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Make Your Own Tofu, Tempeh, Miso

Make Your Own Tofu, Tempeh, Miso

Old 01-06-2020, 08:33 AM
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Default Make Your Own Tofu, Tempeh, Miso

Has anyone ever tried to make their own fermented soy products s/a tofu, tempeh, miso, tamari, etc?

I've made a fresh, garbanzo bean tofu, (I think that I posted this recipe here a few years ago.) It was good, but not really fermented. I just ordered some fermenting starters online and I'm going to try my hand at making homemade tempeh and maybe some miso too. Both of these can be made with just soy beans, or with a combo of soy, rice, barley, millet and other grains. I'm excited about this! I sometimes have a hard time finding tempeh in the stores, the DH and I both really love it and it's super healthy. It's also kind of expensive, so making my own will save money too.

Let me know if you've tried making tempeh and if so, send out some tips...thanks!

~ C
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Old 01-06-2020, 08:58 AM
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I didn't go to the family Thanksgiving but my hubby raved about the from scratch loaf my son made. I think it was basically tempeh from the description. We have so many different backgrounds and such wonderful access to various food types here that many of the chain stores carry tempeh and other options -- but if my son said he made it from scratch that probably means from beans so I'll find out!

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Old 01-10-2020, 10:17 AM
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I just received a book on fermenting grains, soy beans, etc. OMG! This is the most informative book I've ever found on the subject. I'm in fermenting heaven! I'm excited to start my fermenting journey in the kitchen. The book is titled: "Miso - Tempeh - Natto & Other Tasty Ferments, A Step-by-Step Guide to Fermenting Grains and Beans," by Kirsten K. Shockey & Christopher Shockey.

For many years, I made dairy cheeses s/a brie, red linens, blue, cheddar, etc. I loved making them and of course, eating them. But I've moved on to a diet that has little, or no dairy in it and I've really missed the cheese. I do now buy a nice, almond cream cheese at the store, but it's super expensive. So, I started looking for cultures and techniques that I could use with nut milks and grains. It turns out that you can ferment beans, nuts and grains to make cheese, yogurt and other interesting foods and some taste very similar, if not even better than dairy cheeses. YES! Other items they talk about in the book are Koji/Amazake, Stinky Tofu and Chao, Dosas, Poha Idli, Tua Nao, Myanmar Tofu...lots of exotic stuff. There's some really good technical information about fermenting and equipment in the book too.

I know, this topic is a little, "out there," for many of you, but if fermenting is your thing, then you should check this book out.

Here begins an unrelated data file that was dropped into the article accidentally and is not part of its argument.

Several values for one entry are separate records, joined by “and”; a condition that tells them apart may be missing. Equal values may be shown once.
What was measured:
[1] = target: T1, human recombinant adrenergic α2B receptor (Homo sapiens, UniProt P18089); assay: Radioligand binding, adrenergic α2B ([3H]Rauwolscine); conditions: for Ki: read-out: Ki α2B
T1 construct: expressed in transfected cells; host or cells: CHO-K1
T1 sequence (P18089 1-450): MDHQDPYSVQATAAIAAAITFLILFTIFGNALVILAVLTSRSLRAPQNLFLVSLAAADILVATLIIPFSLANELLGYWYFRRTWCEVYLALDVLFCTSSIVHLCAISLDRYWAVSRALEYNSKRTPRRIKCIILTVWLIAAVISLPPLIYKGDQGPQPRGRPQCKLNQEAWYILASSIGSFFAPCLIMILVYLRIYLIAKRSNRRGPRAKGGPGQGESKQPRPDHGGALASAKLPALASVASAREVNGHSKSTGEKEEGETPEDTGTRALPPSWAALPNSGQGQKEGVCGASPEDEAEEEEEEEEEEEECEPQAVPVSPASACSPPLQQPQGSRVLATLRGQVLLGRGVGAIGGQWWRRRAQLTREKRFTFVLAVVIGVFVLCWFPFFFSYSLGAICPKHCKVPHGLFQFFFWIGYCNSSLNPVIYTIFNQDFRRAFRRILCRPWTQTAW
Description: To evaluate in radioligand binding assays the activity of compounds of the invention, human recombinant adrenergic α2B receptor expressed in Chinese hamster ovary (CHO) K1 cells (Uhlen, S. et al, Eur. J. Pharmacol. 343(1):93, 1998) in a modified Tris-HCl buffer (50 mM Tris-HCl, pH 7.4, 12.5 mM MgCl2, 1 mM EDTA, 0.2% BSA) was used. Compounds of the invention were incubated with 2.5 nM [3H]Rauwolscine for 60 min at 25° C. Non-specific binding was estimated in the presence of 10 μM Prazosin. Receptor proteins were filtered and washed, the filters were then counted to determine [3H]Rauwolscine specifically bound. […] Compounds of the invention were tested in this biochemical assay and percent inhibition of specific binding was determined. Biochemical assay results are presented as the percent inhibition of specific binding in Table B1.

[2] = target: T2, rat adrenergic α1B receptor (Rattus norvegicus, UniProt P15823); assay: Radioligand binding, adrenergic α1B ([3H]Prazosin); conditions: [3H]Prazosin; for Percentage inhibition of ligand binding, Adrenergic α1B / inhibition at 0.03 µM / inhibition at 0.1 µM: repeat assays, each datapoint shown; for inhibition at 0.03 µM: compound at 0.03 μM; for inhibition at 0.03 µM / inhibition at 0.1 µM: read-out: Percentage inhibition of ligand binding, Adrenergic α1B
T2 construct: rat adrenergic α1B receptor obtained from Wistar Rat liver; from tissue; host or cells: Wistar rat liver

~ C
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Old 01-10-2020, 11:27 AM
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We're big on "live" foods, which include fermenting but so far we haven't done much ourselves. Decades ago I did make my own yogurt and kefir but haven't done it lately. I mean, I can get it in the stores now!

Saurkraut, pickles, and olives are all on our ready to eat list -- so far neither of our doctors is restricting our salt intake. I tell hubby that kimchee is just saurkraut with chili flakes in it, but so far he hasn't done much more than a test taste or two. Since he's gone keto though, his consumption and ability to withstand pepper heat has gone up tremendously, I think he should give it another try.

There are all sorts of Tofu, most people are surprised. It comes in styles, firmness, aged/cured/treated, all sorts of ways and then area specialties. Depending on what you are doing and what results you want, draining/pressing the tofu is almost always called for.

Yesterday I was planning on meeting up with my son this weekend to ask him about the tempeh thing he made and to give him the Vegan Tamales I started making yesterday. Did half the masa, yesterday was with a spicy mushroom mixture, and today I'm stirring in a can of niblets corn into the rest of the masa and making it more like a corn bread wrapped in corn husk.

But since then, the people who have a pair of dogs I am interested in called an the hubby called, good news is no work Saturday but he made a hair appointment, and then bowling date Sunday morning. Anyway, I haven't forgotten. I'll also ask my son if he knows the book, if not sounds like something he'd like.
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Old 01-22-2020, 01:56 PM
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So...I am trying my hand at homemade miso. Some of the starters that I ordered arrived a couple of days ago, including a bag of barley Koji. (Barley that has been inoculated with a specific fungus that is used to make miso.) I made a batch of, "Barley Miso," this morning. It smells amazing! Not that hard to make...pretty easy...cheap too. One batch made a lot of miso! I think that I have about 2 quarts of it. South River Miso sells their delicious, Barley Miso in jars, at around $16/lb, (approx. 8 fl oz.) I think that I may have about 6, or 7 jars worth in my batch.

Of course, it's going to take a long time to ferment and age properly, about 6 months to a year and a lot of things can happen between now and then. I may have to throw the whole thing out, or I may have something absolutely exquisite...who knows. I'll keep you posted as I look in on it from time to time.

~ C
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